BOOK REVIEW: V&A PATTERN LIBERTY & CO

My Mum bought me this dinky little book for Christmas. She must have sneaked it in her shopping bag when we visited Liberty together in December. The book, called ‘V&A Pattern Liberty & Co. is a historical look back at how Liberty began, and more importantly, a catalogue of the Liberty fabrics held at the V&A which were collected during the 1950’s and 1970’s.

Liberty began purely as a fabric shop trying to introduce something different into the plethora of fabric and haberdashery shops of the time. It appealed to the ‘artistic set’ by choosing to stock Asian silks, rather than the more common French silks. Within 5 years though it had already began to stock cottons and furnishing fabrics and by 1904 Liberty opened it’s own printworks in Merton. I went to see what remains of the Merton Abby Mill a few years back and wrote about it here.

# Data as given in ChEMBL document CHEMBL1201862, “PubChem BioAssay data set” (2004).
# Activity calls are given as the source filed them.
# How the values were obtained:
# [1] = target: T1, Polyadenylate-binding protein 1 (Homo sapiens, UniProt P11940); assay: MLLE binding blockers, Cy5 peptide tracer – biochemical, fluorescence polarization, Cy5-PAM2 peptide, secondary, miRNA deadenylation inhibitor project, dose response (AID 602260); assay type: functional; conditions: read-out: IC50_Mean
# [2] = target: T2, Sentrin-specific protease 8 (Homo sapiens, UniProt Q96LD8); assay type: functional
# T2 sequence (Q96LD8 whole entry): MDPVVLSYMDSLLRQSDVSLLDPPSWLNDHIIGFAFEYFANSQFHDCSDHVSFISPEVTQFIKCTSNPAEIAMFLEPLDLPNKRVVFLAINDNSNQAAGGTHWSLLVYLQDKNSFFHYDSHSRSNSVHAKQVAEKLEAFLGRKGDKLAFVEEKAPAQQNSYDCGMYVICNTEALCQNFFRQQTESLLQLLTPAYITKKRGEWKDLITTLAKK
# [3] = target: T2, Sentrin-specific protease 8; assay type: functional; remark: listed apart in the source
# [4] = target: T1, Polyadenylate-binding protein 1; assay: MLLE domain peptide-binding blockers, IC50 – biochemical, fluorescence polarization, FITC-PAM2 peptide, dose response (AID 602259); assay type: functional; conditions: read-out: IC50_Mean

Liberty didn’t start to credit their textile designers on their selvedge until 1950’s, which is fairly similar to other print houses, I’ve certainly found over the years of collecting vintage textiles, it’s rare to see an artist’s name on older prints.

This book is more of a technical look and historical review rather than how Liberty’s fabrics were applied (such as in Liberty & Co in the fifties & sixties, a taste for design – which I’ve also reviewed here). It’s a cute little reference book with a broad spectrum of scarves, furnishing and fashion fabrics in a variety of styles. It has got me in the mood for another London trip to the V&A collections.

You can buy this book at Waterstones online.

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About Vicky Grubb

Once a kitchen table Upholsterer, now a fully fledged tutor, author and hoarder of vintage fabrics. My Upholstery studio is based in Bournemouth, Dorset, where I live with my husband and two tinkers.

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